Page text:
Marcy and I planned our first boat outing together. We learned that both of our families had vacationed on the Whitefish Chain of Lakes for many years, so that was our agreed upon destination. We made reservations at the Pine Peaks motel in downtown Crosslake for the third weekend in June (2019). It was a leisurely drive up Hwy 169 around the west side of Mille Lacs Lake and up through Crosby and Deerwood, reaching our destination in about 3 hours. The RX300 pulled the trailer and boat without any issue, other than much lower gas mileage! The boat/motor/trailer is nearly the same weight as the SUV itself, so needing extra fuel was not totally unexpected.

We met my brother Al and his wife Marky at Crosslake. The first order of business was to get the new Minnesota boat registration numbers applied to the bow. I had the decals but I had no experience in applying them so I decided to stop at C&C Boatworks, about a mile up the road. I told them about my apprehension of success and they installed the decals for me. We were on our way in less than a half hour after stopping in. It illustrated the benefit of a learned skill, having done this task hundreds of times!

Now that the boat was “legal” for the water we drove back to Crosslake and picked up the girls. The public boat ramp was right across the street in the US Army Corps of Engineers campground. I chose to launch in the bay area and I had the boat floating off the trailer soon after I backed down the ramp. Al and Marcy tended to the boat while I parked the trailer and car. Soon we were idling out of the bay and out onto Crosslake for our inaugural outing. The boat performed well with all four of us onboard and had plenty of power to get up on plane. Al and Marky had to leave the next day so Marcy and I had the boat all to ourselves the remainder of the weekend. We toured up the channel to Daggett Lake and further into Little Pine Lake. There were a lot of loons we saw along the way. We cruised back to Crosslake and then ventured through Rush Lake, across Lower Whitefish and into Trout Lake. We made our way to the far end and docked at Manhattan Beach to have some dinner. The weekend fly by and soon it was time to pull the boat back onto the trailer and begin our trip back home.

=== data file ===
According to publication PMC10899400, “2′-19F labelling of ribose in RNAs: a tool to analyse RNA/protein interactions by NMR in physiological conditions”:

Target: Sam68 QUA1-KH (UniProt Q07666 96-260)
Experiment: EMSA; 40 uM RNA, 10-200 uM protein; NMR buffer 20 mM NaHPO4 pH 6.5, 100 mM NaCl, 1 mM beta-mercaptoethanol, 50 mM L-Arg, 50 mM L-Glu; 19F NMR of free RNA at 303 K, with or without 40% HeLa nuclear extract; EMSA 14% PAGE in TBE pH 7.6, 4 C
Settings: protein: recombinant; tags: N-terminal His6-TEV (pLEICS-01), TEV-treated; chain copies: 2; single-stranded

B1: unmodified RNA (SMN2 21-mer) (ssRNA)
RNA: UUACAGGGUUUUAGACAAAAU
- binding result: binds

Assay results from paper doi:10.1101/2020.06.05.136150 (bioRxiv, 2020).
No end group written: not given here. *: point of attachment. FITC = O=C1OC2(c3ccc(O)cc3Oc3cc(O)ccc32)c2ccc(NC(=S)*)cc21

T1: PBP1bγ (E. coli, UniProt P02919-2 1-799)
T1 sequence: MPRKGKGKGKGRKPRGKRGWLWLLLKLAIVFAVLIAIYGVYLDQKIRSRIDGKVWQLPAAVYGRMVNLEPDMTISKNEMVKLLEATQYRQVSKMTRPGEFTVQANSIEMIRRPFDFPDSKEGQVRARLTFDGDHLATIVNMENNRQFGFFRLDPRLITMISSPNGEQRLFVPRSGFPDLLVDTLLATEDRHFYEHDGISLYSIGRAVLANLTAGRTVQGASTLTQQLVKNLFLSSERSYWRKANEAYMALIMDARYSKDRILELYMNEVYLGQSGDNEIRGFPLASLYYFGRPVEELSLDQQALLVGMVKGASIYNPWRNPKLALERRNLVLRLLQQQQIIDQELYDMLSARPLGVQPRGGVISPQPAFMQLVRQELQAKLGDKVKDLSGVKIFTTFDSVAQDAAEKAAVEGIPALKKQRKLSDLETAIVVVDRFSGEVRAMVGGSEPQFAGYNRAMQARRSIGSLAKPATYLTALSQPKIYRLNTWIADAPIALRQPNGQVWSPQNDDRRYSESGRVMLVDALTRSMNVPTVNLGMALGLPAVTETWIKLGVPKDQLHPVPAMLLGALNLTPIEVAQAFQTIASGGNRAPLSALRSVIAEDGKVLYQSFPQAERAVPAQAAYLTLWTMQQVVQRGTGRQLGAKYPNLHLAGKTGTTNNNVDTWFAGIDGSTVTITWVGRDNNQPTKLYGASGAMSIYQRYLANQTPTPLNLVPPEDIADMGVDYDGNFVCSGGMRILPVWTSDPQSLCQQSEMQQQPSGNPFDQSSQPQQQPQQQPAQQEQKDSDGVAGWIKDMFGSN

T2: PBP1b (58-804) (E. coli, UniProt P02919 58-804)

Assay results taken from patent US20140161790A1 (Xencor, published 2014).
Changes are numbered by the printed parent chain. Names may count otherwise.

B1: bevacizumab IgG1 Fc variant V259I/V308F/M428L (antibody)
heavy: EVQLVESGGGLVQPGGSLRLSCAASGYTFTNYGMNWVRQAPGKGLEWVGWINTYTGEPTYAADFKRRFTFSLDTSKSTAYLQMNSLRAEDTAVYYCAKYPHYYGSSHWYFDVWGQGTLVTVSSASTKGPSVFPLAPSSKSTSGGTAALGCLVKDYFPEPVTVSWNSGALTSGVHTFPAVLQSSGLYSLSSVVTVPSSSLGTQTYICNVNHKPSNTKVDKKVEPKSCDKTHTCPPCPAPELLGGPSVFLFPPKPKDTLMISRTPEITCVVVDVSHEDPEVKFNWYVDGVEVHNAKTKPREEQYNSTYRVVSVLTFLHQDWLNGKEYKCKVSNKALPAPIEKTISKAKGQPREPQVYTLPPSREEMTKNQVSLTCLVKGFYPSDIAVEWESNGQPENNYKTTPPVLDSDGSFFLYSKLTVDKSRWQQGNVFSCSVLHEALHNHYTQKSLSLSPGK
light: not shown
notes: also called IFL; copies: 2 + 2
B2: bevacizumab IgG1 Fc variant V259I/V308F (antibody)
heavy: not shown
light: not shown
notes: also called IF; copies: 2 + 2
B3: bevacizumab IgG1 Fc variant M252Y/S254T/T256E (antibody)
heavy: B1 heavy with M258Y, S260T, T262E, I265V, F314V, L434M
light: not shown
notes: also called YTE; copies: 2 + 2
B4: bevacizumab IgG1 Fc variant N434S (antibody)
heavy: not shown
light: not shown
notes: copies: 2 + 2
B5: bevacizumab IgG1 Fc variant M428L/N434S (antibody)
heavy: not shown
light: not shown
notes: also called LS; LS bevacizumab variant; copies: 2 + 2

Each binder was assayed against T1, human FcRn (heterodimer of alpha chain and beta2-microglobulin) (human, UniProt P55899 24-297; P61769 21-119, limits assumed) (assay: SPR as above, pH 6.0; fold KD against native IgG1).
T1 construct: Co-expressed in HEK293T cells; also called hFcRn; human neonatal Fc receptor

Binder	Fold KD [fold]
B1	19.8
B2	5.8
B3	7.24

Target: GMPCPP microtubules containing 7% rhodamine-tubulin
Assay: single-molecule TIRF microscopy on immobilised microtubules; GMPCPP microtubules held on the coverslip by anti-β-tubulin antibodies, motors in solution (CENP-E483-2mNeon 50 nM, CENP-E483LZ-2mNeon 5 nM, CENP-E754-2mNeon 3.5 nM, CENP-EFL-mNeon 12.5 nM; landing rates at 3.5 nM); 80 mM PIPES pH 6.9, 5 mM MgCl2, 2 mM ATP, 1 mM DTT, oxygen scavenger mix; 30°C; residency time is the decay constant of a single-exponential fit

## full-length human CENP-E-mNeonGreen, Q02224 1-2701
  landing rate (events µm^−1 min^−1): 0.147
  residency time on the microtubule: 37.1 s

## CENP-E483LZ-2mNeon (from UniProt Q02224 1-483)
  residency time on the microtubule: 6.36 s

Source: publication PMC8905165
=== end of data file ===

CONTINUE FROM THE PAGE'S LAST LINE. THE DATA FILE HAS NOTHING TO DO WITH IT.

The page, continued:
more to come. . .

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Late Summer 2018

There’s just too much catching up to do since my last post. I am certain I could go on and on for days! The most significant life changing event for me was the death of my wife, Mary Elizabeth Baxter Chudek three months ago. The effects of 20 years of Type 2 diabetes culminated into meeting her 11 year-old granddaughter, Kaylee, for the very first time and then Mary’s passing away a few days later. To me, this is a huge tragedy on many levels and has left other family relationships that will now never be resolved. A pity beyond words.